Samantha Heather Mackey is repelled by her MFA writing cohort—a clique of unbearably twee rich girls who call each other "Bunny," and are often found entangled in a group hug so tight they become one. The feeling appears mutual, until Samantha is invited to attend the Bunnies' fabled "Smut Salon." Samantha is slowly drawn into the Bunnies cloying and sinister world.
Awad does so many things right in Bunny ... Bunny functions perfectly as both a dark academic satire and a creepy horror novel, and Awad threads them both seamlessly—she can make the reader laugh out loud in one paragraph, and cringe with fear in the next ... With the Bunnies, Awad has created some of the most memorable antagonists in recent fiction. The young women are scarily believable contradictions ... They’re also perfect foils for Awad’s satire of the preciousness and navel-gazing that sometimes accompany discourse about creative writing ... Awad has a true gift for satire—Bunny is as mercilessly funny as similarly themed novels by Jane Smiley (Moo) and James Hynes (The Lecturer’s Tale). But it also shines as a horror tale ... It’s a novel that’s difficult to describe but easy to fall in love with ... Awad has proved herself one of the most innovative and original authors out there, and Bunny is a wild, audacious and ultimately unforgettable novel.
The Bunnies go through a lot of Drafts. There is a lot of blood. Their ritual is an engaging metaphor for the emotional investment artists place in their work and the brazen disregard of an artist working with blinders on. Awad expertly balances the horror of the ritual with her acerbic humor ... The novel quickly ascends to a Heathers level of camp without losing its grip on emotional reality ...the struggle, shame, and frustration of making art rings true ... In many ways, Bunny is a book made for English majors, rife with literary references and fairytale homages, but Awad strikes a careful balance: those who pick up her references will appreciate them, and those who don’t won’t miss out on the story. Furthermore, Awad’s prose is compulsively readable, and Samantha’s voice sticks in one’s head ... With this book, no axe or spell is needed: whatever ritual Awad did, Bunny came out just right.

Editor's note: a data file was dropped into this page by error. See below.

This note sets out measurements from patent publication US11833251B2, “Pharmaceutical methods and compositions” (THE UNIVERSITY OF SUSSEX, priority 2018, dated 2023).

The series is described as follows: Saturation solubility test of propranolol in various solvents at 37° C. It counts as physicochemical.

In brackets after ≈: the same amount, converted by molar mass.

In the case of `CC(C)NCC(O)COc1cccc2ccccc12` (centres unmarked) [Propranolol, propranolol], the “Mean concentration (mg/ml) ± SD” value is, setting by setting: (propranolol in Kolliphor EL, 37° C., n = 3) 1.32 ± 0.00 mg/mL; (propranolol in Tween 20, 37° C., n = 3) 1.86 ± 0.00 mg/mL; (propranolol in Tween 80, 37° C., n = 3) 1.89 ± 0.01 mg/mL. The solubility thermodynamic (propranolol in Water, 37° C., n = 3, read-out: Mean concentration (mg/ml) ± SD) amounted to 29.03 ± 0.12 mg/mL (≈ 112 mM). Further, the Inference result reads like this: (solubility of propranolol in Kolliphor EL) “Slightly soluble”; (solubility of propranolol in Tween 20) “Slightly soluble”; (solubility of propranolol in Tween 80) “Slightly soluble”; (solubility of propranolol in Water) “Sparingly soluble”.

[Awad] has a wicked sense of humor, and you get the sense she had a lot of fun writing this book. But her sense of the macabre takes a peculiar turn ... it’s a shame Awad doesn’t really run with it or play more with these ideas to greater comic and horrific effect. Instead, she takes the story off on a tack which doesn’t entirely deliver. Bunny has its share of sinister ritual, but you won’t find the kinds of set pieces, nail-biting moments, ramped-up stakes, or manipulations of time and tension you expect from the best kinds of horror stories ... Nevertheless, anyone who has attended an MFA program or writers retreat will recognize many elements Awad satirizes. Bunny is a clever commentary on female friendship and artistic competitiveness. The energy in her writing is truly infectious, and it’s a lot of fun to go with her down the rabbit hole.